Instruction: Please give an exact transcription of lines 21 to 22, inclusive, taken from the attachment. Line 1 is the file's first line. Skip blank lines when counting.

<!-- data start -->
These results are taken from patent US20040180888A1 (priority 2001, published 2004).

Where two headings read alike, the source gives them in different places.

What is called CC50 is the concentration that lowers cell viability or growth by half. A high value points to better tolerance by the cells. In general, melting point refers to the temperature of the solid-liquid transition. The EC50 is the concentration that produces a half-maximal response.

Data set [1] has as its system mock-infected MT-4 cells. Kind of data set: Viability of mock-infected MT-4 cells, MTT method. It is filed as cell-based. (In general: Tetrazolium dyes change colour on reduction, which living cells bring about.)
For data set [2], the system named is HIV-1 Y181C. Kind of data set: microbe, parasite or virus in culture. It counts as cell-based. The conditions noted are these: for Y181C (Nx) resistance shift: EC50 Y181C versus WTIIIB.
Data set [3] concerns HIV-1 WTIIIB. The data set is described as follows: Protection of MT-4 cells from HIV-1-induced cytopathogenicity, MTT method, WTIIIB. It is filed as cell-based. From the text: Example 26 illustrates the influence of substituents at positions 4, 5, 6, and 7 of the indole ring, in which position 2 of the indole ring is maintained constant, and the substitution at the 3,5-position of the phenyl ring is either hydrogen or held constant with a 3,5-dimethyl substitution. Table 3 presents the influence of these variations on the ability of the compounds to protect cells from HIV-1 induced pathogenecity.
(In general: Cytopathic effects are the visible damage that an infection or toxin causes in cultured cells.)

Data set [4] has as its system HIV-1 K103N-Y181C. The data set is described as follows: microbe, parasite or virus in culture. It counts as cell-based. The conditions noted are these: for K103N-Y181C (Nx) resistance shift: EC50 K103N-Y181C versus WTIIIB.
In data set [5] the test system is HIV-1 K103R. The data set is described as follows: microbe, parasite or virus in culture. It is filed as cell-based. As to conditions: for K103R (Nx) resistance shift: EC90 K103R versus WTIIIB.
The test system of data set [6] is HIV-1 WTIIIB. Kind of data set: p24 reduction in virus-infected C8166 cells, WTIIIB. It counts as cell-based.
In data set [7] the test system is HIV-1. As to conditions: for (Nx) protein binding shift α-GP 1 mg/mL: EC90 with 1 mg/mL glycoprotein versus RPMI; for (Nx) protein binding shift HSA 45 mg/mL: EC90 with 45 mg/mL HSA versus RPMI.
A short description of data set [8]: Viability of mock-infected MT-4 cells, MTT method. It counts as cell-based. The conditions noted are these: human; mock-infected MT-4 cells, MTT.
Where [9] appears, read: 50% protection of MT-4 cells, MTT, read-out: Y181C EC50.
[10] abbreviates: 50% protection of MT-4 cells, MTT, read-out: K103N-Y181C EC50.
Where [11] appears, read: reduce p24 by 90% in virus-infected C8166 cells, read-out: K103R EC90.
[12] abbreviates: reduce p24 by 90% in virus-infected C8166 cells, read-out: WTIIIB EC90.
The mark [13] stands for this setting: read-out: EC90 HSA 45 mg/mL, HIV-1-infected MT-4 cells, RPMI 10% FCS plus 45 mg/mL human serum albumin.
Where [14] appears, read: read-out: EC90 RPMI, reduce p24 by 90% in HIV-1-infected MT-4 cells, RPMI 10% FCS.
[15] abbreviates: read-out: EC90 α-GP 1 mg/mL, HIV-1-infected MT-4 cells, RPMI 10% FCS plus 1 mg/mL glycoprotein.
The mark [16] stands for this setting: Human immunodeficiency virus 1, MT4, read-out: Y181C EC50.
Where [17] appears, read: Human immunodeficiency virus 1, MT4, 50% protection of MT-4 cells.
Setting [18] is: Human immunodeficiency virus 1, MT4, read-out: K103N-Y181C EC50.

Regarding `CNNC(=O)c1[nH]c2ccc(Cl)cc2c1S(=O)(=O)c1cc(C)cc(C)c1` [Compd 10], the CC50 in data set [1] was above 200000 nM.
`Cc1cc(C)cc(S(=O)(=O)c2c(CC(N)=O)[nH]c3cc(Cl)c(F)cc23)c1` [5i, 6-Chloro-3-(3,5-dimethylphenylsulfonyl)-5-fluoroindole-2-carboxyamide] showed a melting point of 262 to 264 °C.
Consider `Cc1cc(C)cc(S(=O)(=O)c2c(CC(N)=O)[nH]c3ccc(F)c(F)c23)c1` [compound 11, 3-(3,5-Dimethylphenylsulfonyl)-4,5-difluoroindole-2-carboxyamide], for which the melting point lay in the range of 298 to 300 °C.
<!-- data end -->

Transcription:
Where [17] appears, read: Human immunodeficiency virus 1, MT4, 50% protection of MT-4 cells.
Setting [18] is: Human immunodeficiency virus 1, MT4, read-out: K103N-Y181C EC50.